How should I pack for a hike? What should I pack for a multi-day trek? What is too much? And what is too little? How am I going to carry it all? Which hiking gear and essentials should I buy in advance and which can I buy on the ground? That's where this Ultimate Hiking Packing List comes in to answer all of those questions — and much more — to prepare you for your next adventure.
After over a decade of traveling around the world and going trekking on six continents, what are some of our favorite treks and hikes? This Offbeat Trekking Guide includes 15 of our recommended unknown or lesser-known treks — some multi-day, others day treks — that you might not be considering, but should. These treks and hikes are worth a look if you are interested in unusual and immersive experiences, both in nature and local culture.
Each year we like to go on a long trek, one that takes us to a new region somewhere in the mountains. It’s an exercise for the body and also for the mind. To disconnect with our day-to-day and also to reconnect with a region once unknown to us and learn about it through its nature and people.
This year’s trek of 200 km / 125 miles through the mountains of Albania, Montenegro and Kosovo along a newly established circuit called Peaks of the Balkans was one we’ll never forget.
Perhaps you ask, just as we did before our trip: is trekking in Haiti even a thing? Yes, it is. And it probably ought to be for more travelers. But it takes a little effort to organize. This Haiti Trekking Beginner's Guide explains why it’s worth it, plus all you need to know to plan a trek in Haiti.
Tibetan Buddhist prayer flags greet us as we reach Ladakh's Gongmaru La pass. All the residual fatigue from climbing up to 16,800 feet/5,130 meters seems to evaporate once we've reached this place, our goal. It's been six days in the Markha Valley and we've been up and down — and up again.
We have to remind ourselves not to move around too quickly up here, not to exhaust ourselves from the altitude. But it's difficult to contain the excitement of being on top of the world — and as photographers, to grab a piece of and bask in every little visual slice that we can capture. The scenery stuns with layers of mountains for as far as the eye can see, while a surprise snowfall earlier in the week means our view is blessed with dramatic snow caps.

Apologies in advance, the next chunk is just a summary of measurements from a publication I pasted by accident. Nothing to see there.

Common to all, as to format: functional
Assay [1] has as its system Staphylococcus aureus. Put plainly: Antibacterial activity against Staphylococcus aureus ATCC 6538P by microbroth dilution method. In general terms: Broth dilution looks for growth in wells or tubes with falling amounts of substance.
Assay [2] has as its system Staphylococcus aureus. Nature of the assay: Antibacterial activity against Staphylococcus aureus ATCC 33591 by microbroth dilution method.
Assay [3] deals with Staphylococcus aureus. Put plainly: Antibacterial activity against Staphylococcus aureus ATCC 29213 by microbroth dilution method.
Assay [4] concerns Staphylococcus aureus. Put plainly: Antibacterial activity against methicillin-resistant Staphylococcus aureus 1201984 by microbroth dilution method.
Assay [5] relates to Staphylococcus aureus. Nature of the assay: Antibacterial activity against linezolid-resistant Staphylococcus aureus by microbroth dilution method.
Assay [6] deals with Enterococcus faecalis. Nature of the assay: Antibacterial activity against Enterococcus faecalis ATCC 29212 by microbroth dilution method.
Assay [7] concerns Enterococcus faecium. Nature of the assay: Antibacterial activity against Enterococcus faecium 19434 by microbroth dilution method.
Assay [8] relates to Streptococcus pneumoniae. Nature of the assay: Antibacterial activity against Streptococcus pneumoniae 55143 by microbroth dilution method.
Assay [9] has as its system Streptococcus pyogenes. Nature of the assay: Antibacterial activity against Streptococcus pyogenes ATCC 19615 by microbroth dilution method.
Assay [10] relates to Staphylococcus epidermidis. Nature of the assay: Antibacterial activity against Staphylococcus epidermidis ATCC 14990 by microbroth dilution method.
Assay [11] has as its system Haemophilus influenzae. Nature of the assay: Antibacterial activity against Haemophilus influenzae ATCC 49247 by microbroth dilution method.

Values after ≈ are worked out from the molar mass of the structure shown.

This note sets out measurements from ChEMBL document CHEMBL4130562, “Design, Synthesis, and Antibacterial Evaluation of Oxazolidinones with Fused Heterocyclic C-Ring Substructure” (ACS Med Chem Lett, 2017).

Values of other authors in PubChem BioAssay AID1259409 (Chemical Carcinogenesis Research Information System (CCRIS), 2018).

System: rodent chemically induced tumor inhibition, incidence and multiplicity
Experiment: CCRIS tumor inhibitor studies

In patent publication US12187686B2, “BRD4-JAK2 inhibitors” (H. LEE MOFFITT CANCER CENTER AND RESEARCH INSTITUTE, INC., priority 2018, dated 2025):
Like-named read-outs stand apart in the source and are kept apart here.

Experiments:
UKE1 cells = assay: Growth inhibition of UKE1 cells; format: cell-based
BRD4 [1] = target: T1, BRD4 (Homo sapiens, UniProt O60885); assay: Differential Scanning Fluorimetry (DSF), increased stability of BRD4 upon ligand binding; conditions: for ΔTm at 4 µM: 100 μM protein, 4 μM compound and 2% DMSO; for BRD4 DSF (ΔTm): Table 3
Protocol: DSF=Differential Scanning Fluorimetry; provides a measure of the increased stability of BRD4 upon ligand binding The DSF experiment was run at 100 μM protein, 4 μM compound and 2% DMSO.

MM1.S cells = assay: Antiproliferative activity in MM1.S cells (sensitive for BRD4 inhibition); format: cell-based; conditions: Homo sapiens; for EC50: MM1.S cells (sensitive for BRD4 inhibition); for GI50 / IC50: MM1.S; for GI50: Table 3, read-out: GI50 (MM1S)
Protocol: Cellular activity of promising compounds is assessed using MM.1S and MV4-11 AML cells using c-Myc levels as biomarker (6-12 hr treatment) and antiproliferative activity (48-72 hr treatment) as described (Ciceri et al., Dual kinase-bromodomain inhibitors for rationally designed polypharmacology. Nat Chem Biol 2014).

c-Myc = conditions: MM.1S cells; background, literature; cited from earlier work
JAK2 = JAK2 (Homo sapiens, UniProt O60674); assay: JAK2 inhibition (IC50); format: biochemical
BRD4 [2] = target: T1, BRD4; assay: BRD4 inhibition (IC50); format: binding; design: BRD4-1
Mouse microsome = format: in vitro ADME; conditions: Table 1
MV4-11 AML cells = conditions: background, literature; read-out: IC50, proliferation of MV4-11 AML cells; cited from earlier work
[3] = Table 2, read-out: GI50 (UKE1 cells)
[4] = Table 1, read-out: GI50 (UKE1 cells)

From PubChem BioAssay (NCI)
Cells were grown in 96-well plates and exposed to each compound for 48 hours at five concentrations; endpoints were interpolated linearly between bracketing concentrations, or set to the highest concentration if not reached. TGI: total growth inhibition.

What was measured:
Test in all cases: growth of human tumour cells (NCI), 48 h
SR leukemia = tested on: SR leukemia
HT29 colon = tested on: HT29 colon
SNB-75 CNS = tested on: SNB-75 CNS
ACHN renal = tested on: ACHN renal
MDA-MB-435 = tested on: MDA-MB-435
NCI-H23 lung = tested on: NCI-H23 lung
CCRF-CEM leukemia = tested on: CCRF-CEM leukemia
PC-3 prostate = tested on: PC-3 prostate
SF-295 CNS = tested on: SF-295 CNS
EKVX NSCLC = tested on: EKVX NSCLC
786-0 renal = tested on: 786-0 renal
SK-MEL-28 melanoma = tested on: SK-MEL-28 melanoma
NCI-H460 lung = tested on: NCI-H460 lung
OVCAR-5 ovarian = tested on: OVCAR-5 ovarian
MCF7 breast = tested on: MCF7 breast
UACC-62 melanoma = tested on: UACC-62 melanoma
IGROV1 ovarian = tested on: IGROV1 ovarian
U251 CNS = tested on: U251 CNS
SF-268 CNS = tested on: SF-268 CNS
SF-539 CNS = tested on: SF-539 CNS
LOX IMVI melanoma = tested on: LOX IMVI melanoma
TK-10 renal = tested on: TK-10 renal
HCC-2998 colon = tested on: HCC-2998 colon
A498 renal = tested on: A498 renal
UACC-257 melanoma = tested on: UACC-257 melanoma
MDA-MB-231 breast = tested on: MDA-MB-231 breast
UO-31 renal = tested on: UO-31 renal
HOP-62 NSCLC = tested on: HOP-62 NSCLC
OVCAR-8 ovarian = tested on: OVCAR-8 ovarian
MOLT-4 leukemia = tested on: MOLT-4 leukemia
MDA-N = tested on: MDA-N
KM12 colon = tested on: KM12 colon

This is a story of our re-discovery of a few of life’s truths amidst a seven-day trek in the Himalayas.
“One foot in-front-of-the oth-er.”
This is a story about living in someone else's shadow. It's also the beginning of our answer to the question: New Zealand, North Island or South Island?
Imagine a geeky younger boy who grows up in the shadow of his brother, the all-star. The big brother gets all the attention, all the fame. But it's the younger brother with whom you develop a special relationship, who was allowed to surprise you because you spent some time with him.
This is our relationship with New Zealand's North Island. It lives in the travel shadow of its South Island brother. Sure, the South Island is spectacular (yes, we'll get to that), but it's on the North Island that our New Zealand love affair began.
While most may steer you directly to the South Island when asked about New Zealand travel, we take a different approach. Visit both. Really. You can thank us later.
Some places on our planet seem to lend themselves to the imagination, that is to the image of the mind, to putting eyes closed and attempting to place yourself somewhere you’ve never been. Think about it: there are endless beautiful places on Earth that evince all manner of beauty, but among them, there are a few special places whose reputation so precedes them.
One of those places: New Zealand.
A few ideas on how climbing Mount Kilimanjaro to the top of Africa can teach you something about life.
For some, climbing Mt. Kilimanjaro is another check box on a “to do” list. For me it turned out to be a journey — in its own way, an epic exercise in achievement.
On the topic of trekking in Patagonia, the two names most bandied about: Chile's Torres del Paine and Argentina's El Chalten.
Although their hunks of uplifted granite are similar enough, the prevailing style of hikes they offer are quite different.